This fifth set of guidelines provides more information about the definition in the EU General Data Protection Regulation of data controllers and data processors.
The Danish Data Protection Agency and the Danish Ministry of Justice recently issued their fifth set of guidelines about the GDPR. The guidelines concern the difference between data controllers and data processors. The distinction is important because different requirements are imposed on data controllers and data processors.
In very broad outline, data controllers are responsible for ensuring compliance with the GDPR, whereas data processors, on the other hand, must comply with the instructions issued by the data controller and with the processor agreement that has been concluded.
The guidelines present a number of principles that may be applied in the determination of whether a company is a data controller or a data processor. They also provide a number of illustrative examples to serve as inspiration. Furthermore, the guidelines describe what issues to be aware of once the roles of data controller and data processor has been determined.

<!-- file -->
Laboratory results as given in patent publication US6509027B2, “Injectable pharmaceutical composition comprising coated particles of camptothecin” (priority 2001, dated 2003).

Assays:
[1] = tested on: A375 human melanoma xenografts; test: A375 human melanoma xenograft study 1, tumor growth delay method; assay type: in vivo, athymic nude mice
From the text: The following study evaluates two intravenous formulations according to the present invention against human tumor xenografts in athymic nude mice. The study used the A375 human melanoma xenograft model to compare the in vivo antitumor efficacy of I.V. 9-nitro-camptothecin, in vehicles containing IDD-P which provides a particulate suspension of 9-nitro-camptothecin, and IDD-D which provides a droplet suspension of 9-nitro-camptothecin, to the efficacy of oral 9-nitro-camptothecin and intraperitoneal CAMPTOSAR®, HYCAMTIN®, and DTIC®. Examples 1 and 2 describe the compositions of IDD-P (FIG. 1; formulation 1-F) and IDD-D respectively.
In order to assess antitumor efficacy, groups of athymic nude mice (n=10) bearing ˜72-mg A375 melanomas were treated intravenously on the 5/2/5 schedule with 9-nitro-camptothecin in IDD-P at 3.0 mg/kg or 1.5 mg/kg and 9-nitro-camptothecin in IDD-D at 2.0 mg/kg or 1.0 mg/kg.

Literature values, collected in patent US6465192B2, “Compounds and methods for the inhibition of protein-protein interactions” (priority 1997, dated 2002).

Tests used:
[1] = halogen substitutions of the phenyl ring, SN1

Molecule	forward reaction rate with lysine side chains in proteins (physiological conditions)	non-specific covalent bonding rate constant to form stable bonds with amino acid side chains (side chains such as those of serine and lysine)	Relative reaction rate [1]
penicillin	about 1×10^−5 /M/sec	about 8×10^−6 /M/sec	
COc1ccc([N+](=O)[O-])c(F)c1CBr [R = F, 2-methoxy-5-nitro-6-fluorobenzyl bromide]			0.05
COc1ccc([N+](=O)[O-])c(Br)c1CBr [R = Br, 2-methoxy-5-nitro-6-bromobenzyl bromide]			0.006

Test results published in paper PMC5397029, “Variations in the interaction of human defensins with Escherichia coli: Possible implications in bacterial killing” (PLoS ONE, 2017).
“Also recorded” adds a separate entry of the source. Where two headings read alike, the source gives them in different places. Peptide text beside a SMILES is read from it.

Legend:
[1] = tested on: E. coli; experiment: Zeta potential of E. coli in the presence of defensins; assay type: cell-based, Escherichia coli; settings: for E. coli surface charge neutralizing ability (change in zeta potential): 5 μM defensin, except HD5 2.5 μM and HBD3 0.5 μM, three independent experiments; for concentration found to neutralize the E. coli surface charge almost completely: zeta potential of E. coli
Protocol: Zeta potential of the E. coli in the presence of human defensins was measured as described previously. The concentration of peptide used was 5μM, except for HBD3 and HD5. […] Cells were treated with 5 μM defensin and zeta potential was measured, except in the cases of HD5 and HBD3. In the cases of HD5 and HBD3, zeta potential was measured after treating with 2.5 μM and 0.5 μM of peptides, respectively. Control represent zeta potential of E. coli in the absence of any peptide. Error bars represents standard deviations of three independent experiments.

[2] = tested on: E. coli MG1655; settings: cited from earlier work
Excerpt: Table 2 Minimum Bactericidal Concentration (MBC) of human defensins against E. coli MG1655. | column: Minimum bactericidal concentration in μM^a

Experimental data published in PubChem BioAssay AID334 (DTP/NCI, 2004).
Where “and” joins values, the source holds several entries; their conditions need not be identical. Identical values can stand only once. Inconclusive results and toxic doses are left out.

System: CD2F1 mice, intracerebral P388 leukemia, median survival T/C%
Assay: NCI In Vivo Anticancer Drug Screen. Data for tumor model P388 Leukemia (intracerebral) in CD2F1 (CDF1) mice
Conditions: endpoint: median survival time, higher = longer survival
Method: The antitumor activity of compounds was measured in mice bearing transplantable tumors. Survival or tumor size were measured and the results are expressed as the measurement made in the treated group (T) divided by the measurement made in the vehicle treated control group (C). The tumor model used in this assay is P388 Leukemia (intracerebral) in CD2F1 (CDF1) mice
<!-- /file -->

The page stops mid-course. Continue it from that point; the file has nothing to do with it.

The guidelines are available here (in Danish).
The content of the above is not, and should not be a substitute for legal advice.
Must the Data Protection Agency be notified in case of an “internal” personal data breach?
The Data Protection Agency has expressed criticism of a municipality, inter alia, because the municipality had failed to notify a personal data breach to the Agency or communicate the breach to the affected employee.
Access to work emails? Can a request to access data be too extensive?
Under the GDPR, a data controller must provide a data subject with access to all personal data which the data controller processes about him or her, if the data subject requests it. However, the data controller may refuse to act on such a request if, for example, the scope of the request for access is excessive.